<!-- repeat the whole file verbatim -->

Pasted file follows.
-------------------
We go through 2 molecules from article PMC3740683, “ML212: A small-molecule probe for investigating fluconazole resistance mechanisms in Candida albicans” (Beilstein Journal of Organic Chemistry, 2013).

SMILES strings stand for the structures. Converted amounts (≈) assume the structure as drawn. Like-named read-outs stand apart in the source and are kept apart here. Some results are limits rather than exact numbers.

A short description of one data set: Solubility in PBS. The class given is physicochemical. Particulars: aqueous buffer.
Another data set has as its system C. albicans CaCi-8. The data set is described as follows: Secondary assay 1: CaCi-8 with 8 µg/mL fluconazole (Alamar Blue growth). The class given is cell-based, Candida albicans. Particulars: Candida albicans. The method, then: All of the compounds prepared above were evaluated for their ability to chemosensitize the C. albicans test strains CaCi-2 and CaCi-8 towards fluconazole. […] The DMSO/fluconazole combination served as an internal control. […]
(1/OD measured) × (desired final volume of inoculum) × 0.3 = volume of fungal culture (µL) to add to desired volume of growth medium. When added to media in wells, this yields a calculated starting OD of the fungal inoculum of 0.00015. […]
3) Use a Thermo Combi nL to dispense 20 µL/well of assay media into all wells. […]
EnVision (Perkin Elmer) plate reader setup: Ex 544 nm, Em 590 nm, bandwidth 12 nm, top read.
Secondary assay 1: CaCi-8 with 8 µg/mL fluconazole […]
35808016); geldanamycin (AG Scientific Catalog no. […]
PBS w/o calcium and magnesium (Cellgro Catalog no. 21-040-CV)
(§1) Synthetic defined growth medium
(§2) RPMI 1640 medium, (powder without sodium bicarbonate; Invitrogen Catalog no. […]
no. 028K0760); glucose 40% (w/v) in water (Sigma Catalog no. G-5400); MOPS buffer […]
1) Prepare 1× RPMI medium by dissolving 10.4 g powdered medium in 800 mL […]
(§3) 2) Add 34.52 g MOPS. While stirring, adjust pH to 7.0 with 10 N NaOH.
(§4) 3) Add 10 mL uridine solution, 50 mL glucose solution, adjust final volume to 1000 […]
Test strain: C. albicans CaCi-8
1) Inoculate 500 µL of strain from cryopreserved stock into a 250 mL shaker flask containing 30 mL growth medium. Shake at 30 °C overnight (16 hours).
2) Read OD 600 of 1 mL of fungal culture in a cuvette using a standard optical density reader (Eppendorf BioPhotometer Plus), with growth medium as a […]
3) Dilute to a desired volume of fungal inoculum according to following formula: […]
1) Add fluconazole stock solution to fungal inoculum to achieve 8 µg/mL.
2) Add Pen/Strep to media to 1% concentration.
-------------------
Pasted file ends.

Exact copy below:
We go through 2 molecules from article PMC3740683, “ML212: A small-molecule probe for investigating fluconazole resistance mechanisms in Candida albicans” (Beilstein Journal of Organic Chemistry, 2013).

SMILES strings stand for the structures. Converted amounts (≈) assume the structure as drawn. Like-named read-outs stand apart in the source and are kept apart here. Some results are limits rather than exact numbers.

A short description of one data set: Solubility in PBS. The class given is physicochemical. Particulars: aqueous buffer.
Another data set has as its system C. albicans CaCi-8. The data set is described as follows: Secondary assay 1: CaCi-8 with 8 µg/mL fluconazole (Alamar Blue growth). The class given is cell-based, Candida albicans. Particulars: Candida albicans. The method, then: All of the compounds prepared above were evaluated for their ability to chemosensitize the C. albicans test strains CaCi-2 and CaCi-8 towards fluconazole. […] The DMSO/fluconazole combination served as an internal control. […]
(1/OD measured) × (desired final volume of inoculum) × 0.3 = volume of fungal culture (µL) to add to desired volume of growth medium. When added to media in wells, this yields a calculated starting OD of the fungal inoculum of 0.00015. […]
3) Use a Thermo Combi nL to dispense 20 µL/well of assay media into all wells. […]
EnVision (Perkin Elmer) plate reader setup: Ex 544 nm, Em 590 nm, bandwidth 12 nm, top read.
Secondary assay 1: CaCi-8 with 8 µg/mL fluconazole […]
35808016); geldanamycin (AG Scientific Catalog no. […]
PBS w/o calcium and magnesium (Cellgro Catalog no. 21-040-CV)
(§1) Synthetic defined growth medium
(§2) RPMI 1640 medium, (powder without sodium bicarbonate; Invitrogen Catalog no. […]
no. 028K0760); glucose 40% (w/v) in water (Sigma Catalog no. G-5400); MOPS buffer […]
1) Prepare 1× RPMI medium by dissolving 10.4 g powdered medium in 800 mL […]
(§3) 2) Add 34.52 g MOPS. While stirring, adjust pH to 7.0 with 10 N NaOH.
(§4) 3) Add 10 mL uridine solution, 50 mL glucose solution, adjust final volume to 1000 […]
Test strain: C. albicans CaCi-8
1) Inoculate 500 µL of strain from cryopreserved stock into a 250 mL shaker flask containing 30 mL growth medium. Shake at 30 °C overnight (16 hours).
2) Read OD 600 of 1 mL of fungal culture in a cuvette using a standard optical density reader (Eppendorf BioPhotometer Plus), with growth medium as a […]
3) Dilute to a desired volume of fungal inoculum according to following formula: […]
1) Add fluconazole stock solution to fungal inoculum to achieve 8 µg/mL.
2) Add Pen/Strep to media to 1% concentration.